We’re quickly approaching a very important royal milestone for Queen Elizabeth II of the United Kingdom. On Sunday, she’ll mark the 70th anniversary of her reign. This week, we’re looking back at all seven decades in a special, expanded Sparkling Spotlight series. Today, we begin with a tiara debut that took place shortly after her coronation.
On January 12, 1954, during the coronation tour, the Queen was present in Wellington for the opening of New Zealand’s parliament. The ceremony was a history-making moment: the first time a reigning sovereign had personally opened parliament in New Zealand. The Queen delivered an eight-minute speech from the throne during the ceremony, and newspapers described the “lights which beat down on the scene from the roof” that “struck flashes of fire from the diamonds in the Queen’s tiara and necklace and the gold and silver thread in her dress” as she spoke.
Both the diamonds and the dress had great significance. The Queen wore her coronation dress for the ceremony, the same one she’d donned in Westminster Abbey several months earlier as she was crowned. She also wore the Coronation Diamonds, the grand Victorian necklace and earrings, for both occasions. She secured the sash of the Order of the Garter with another of Victoria’s jewels: one of the Diamond Bow Brooches.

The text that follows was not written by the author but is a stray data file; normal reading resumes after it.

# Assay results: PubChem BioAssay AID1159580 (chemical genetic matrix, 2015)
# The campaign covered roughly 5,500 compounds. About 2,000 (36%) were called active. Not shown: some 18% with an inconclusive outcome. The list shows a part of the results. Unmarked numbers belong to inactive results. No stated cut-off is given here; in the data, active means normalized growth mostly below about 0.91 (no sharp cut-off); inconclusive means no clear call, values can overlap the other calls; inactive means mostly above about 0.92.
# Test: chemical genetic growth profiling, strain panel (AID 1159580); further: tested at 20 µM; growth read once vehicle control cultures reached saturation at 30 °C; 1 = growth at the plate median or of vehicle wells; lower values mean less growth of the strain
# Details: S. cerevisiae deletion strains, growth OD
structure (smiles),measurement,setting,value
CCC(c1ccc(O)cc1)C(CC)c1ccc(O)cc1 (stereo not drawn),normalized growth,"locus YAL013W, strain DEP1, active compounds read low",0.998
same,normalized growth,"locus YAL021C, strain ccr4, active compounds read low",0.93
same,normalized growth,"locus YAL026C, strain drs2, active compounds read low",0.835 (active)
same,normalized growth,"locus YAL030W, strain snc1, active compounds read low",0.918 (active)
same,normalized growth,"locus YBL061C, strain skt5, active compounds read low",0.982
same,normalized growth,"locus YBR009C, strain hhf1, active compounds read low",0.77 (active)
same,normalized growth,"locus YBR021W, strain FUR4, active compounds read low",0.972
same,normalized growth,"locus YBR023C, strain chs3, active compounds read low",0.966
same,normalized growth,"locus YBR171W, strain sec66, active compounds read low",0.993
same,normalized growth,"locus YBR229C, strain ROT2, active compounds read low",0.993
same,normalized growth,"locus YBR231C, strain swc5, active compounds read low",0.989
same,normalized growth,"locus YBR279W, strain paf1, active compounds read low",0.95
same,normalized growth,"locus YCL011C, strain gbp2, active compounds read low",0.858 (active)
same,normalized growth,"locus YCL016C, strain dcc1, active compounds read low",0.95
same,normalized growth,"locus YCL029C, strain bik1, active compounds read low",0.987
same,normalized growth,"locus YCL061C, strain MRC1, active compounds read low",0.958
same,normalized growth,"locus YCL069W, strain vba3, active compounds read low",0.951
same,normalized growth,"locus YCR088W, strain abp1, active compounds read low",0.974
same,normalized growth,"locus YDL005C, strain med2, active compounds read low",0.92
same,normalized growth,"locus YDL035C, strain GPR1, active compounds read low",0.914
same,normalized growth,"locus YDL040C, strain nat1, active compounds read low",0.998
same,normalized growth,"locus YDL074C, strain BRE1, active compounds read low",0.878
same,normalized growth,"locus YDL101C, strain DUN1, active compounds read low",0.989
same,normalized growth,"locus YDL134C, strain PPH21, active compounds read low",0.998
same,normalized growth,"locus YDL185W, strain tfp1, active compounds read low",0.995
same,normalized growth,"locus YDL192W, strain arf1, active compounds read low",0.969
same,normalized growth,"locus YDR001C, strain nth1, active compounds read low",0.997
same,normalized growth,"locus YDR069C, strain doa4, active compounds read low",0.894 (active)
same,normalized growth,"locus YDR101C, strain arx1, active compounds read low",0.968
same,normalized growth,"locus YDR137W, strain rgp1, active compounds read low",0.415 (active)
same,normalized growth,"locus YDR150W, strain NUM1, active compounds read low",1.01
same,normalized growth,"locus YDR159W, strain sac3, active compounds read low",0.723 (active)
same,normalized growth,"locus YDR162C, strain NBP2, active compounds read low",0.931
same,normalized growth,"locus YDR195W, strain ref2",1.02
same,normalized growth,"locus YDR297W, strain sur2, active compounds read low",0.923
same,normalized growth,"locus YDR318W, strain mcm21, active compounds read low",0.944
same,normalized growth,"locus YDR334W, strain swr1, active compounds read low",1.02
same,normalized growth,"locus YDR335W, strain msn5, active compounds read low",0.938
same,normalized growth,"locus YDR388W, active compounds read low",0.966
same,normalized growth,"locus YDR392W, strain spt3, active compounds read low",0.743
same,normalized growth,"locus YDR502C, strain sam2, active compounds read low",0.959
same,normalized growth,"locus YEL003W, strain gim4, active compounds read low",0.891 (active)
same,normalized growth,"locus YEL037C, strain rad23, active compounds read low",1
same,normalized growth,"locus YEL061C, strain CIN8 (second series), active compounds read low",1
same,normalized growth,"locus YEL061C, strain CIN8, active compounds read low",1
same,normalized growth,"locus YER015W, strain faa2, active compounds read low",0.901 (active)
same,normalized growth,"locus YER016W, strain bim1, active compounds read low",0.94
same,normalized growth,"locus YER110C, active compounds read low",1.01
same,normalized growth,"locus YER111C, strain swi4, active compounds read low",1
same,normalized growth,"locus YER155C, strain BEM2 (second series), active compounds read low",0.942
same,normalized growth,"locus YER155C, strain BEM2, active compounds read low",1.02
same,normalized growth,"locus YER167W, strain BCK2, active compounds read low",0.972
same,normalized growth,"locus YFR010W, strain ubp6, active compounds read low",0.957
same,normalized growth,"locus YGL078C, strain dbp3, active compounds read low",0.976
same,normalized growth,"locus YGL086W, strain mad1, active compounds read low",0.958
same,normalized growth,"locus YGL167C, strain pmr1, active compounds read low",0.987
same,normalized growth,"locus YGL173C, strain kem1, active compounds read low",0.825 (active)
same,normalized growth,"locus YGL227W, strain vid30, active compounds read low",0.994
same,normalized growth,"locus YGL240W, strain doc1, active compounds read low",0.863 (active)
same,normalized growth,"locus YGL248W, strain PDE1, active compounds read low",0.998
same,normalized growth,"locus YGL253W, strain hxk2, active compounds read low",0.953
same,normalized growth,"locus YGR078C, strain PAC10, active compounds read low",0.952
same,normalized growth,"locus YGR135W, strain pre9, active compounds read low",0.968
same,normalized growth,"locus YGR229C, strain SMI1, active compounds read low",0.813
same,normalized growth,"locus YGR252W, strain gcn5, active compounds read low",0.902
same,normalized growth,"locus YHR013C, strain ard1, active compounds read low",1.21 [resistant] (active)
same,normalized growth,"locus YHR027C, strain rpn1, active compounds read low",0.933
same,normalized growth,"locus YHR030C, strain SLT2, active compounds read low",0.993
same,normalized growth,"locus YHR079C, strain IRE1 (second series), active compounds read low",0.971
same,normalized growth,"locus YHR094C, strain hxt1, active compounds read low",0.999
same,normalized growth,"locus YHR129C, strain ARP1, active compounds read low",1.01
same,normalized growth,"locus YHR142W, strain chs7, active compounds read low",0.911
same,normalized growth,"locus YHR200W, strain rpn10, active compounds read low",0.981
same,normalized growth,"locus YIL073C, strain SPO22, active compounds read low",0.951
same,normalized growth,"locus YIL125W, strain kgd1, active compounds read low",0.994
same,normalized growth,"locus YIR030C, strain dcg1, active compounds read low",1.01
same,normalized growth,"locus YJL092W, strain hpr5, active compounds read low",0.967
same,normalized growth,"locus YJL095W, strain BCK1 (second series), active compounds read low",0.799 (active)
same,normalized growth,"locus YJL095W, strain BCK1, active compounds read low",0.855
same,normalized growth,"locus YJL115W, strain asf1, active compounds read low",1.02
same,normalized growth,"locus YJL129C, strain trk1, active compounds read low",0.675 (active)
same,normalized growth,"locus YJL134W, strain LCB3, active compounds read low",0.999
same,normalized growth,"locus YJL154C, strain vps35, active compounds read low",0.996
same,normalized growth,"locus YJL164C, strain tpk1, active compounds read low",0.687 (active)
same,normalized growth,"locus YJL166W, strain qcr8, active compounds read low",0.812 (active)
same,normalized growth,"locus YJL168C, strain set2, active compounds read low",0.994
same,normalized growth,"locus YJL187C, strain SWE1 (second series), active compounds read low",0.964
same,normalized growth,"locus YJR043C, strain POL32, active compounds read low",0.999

But as she opened parliament that January, her tiara especially caught the eye of royal correspondents: it was Queen Alexandra’s Kokoshnik, which the Queen had inherited less than a year earlier, in the spring of 1953, from her grandmother, Queen Mary. It was the Queen’s very first public appearance in the tiara.
One newspaper described the jewel as “Queen Mary’s favourite tiara, inherited from Queen Alexandra and bequeathed in her will to the Queen.” The report continued, “The solid band of glittering diamonds is designed in a Russian fringe pattern. It was the first time the Queen had worn it and before she left for her tour it was altered slightly to fit comfortably on her modern hair style.” The tiara has continued to be one of the Queen’s favorite jewels, worn regularly throughout her entire reign.